So the first question that many people familiar with Remedy's IT Service Management solution ask is: how does Remedy's use of Categorizations differ from a Service Catalog and can Categorizations of tickets be developed to match to Services? The table below will help to answer this question, for although there is a relationship between Categorizations and Service Catalogs, each has a different goal and place within the application:

CategorizationsService Catalogs
IT-focused—could be transparent to the RequesterBusiness-focused—how the customer identifies the issue
Used for detailed reports and OLAs and some SLAsUsed for higher-level reporting to the business and for SLAs
Managed by IT for IT; somewhat fluid based on new technologyManaged by IT and the business; should be fairly static
IT stakeholders will drive the definition of the categorizationsBusiness stakeholders will drive the definition of the Service Catalog

Simply put, a Service Catalog enables end users to see in simple terms the "items" for which they expect to have support from IT.

 

Best Practices in Developing Service Catalogs

Because of their value to the business, Service Catalogs will get a great deal of focus, but how do we develop a Service Catalog and get it implemented?

Since a Service Catalog is most effective when developed jointly between IT and the business, there is a needed cooperation between both groups. Here are some tips to consider:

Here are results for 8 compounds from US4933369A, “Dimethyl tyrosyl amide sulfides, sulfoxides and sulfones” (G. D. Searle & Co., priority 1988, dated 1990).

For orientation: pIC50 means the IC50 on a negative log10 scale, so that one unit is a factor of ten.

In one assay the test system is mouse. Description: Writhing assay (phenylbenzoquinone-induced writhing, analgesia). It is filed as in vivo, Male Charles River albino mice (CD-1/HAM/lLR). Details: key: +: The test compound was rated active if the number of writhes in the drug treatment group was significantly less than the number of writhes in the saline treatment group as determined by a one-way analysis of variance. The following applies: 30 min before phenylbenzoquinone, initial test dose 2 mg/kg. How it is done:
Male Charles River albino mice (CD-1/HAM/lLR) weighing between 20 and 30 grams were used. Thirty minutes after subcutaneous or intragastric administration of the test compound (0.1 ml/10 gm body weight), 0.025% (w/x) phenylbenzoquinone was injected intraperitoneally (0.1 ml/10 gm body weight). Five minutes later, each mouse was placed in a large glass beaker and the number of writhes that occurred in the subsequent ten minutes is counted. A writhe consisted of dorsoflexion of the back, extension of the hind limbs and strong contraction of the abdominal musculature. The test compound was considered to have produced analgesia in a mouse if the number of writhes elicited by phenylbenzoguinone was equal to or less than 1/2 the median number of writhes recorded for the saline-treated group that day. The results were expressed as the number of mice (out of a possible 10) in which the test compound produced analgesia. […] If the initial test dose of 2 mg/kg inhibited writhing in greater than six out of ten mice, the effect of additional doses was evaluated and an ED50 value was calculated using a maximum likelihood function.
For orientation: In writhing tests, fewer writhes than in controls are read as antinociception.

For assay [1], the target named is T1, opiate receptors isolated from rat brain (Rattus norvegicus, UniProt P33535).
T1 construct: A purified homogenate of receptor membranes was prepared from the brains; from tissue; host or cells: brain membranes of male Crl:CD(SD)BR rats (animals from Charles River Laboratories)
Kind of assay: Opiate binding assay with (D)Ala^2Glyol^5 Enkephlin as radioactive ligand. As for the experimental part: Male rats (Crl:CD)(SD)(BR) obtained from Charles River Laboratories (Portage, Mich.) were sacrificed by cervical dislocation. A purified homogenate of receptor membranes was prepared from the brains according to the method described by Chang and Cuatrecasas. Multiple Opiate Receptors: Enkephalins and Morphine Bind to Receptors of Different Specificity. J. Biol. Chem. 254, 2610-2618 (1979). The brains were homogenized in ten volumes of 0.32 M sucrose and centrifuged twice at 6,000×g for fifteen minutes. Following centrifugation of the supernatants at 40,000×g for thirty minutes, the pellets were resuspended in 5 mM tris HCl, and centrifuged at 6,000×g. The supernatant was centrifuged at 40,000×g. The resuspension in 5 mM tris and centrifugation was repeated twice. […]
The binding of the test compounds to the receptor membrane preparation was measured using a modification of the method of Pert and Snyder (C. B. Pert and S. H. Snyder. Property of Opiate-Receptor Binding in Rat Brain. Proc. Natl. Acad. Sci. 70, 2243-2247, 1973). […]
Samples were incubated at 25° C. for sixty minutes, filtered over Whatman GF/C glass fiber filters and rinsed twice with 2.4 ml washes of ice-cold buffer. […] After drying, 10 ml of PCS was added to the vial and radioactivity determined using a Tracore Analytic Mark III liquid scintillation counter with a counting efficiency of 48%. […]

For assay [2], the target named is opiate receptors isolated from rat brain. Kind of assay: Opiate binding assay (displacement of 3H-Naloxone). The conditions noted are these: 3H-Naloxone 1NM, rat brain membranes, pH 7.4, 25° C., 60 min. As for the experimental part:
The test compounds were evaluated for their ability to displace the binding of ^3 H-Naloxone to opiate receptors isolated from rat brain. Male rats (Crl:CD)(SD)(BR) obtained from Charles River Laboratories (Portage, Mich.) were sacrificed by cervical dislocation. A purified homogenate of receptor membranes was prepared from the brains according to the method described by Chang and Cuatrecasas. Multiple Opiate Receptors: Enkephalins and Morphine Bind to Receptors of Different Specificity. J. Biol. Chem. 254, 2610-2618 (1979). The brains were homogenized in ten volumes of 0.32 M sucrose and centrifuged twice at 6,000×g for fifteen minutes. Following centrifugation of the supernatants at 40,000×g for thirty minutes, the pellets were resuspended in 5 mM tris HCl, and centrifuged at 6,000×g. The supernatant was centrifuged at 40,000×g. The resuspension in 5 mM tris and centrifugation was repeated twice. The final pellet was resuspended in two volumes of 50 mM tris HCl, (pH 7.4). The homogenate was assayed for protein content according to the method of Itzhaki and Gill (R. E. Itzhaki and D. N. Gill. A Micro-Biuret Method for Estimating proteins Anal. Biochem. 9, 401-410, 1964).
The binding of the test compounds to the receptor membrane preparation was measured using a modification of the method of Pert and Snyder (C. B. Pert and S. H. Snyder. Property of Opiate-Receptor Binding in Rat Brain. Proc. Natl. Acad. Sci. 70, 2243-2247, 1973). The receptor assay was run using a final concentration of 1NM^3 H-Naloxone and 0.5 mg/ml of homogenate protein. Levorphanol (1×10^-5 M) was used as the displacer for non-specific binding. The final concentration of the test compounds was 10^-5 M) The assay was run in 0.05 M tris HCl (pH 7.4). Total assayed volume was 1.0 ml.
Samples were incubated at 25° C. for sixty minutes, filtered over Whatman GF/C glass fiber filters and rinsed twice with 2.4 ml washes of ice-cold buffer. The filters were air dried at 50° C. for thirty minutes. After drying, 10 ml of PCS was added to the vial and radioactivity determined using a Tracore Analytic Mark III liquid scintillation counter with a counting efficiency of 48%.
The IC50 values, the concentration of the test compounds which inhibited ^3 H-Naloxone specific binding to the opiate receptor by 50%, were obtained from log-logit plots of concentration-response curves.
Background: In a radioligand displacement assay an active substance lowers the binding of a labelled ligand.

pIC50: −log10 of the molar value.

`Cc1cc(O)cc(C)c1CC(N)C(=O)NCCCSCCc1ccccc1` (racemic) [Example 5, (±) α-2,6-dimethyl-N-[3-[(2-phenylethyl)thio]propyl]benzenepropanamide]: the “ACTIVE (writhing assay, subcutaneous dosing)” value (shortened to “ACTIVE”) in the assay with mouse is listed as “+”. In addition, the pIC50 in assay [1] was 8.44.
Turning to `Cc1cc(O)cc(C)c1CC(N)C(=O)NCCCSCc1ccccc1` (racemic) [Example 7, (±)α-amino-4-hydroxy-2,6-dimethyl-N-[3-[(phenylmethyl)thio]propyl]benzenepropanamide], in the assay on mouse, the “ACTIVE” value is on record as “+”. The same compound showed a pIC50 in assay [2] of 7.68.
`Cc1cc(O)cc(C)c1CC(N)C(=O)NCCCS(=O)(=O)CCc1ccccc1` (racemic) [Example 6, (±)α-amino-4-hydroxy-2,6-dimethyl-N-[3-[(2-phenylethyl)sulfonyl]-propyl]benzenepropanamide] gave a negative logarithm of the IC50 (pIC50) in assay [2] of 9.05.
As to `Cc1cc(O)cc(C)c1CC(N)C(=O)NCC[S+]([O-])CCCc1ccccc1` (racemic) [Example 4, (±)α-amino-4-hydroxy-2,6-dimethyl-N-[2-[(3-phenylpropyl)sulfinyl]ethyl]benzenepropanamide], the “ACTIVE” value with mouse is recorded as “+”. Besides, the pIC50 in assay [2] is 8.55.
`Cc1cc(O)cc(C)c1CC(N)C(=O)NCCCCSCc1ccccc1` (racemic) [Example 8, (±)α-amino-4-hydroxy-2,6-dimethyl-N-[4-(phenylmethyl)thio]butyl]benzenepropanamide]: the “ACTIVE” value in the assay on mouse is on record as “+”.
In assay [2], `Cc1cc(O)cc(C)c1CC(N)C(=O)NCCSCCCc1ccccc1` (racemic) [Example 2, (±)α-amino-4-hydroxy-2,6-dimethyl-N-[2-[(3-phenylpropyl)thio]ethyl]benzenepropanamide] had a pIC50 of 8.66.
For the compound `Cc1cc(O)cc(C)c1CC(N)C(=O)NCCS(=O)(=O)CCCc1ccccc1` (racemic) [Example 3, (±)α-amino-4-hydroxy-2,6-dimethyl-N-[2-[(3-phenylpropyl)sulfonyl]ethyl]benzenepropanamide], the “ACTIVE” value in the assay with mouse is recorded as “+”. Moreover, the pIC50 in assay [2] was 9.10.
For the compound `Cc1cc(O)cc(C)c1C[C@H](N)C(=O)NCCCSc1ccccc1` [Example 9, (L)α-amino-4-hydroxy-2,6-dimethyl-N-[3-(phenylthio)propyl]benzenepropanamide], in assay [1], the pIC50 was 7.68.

• Start with putting together a list of proposed services and estimated response time metrics.
  • Call for a good old-fashioned "sit-down" with business stakeholders (your customers). This is truly the first step in the way the business will view IT Services, and as such, IT has to be prepared for the change:
  • Validate your proposed list of IT Services
  • Confirm the Service Level Agreement contracts
  • Establish how compliance to these contracts will be measured and reported to the business.

Once you complete the process of defining your Service Catalog and validating it with the business, you must "sell and market" your various services to the Enterprise. To do this, you should consider the use of the Web, color brochures, and posters to advertise to the business just what you will deliver to them and what level of service they should expect.

 

Implementation of Service Catalogs in Remedy's IT Service Management Applications

The final step in the effort to implement Service Catalogs is to modify Remedy IT Service Management applications to help you in the tracking and management of your Service Catalog. Since Remedy IT Service Management applications are built on the highly flexible AR System® platform, this effort will be much easier to accomplish and to integrate into processes, such as service level agreements and reporting.

What follows are some concepts around how to build out the needed workflow, leaving the actual workflow objects for you to develop and implement. Note: There are many ways to adapt the application to manage your Service Catalog. Only a few are offered here to help get you started in that direction.

So what do we need at a high level to make Service Catalogs happen?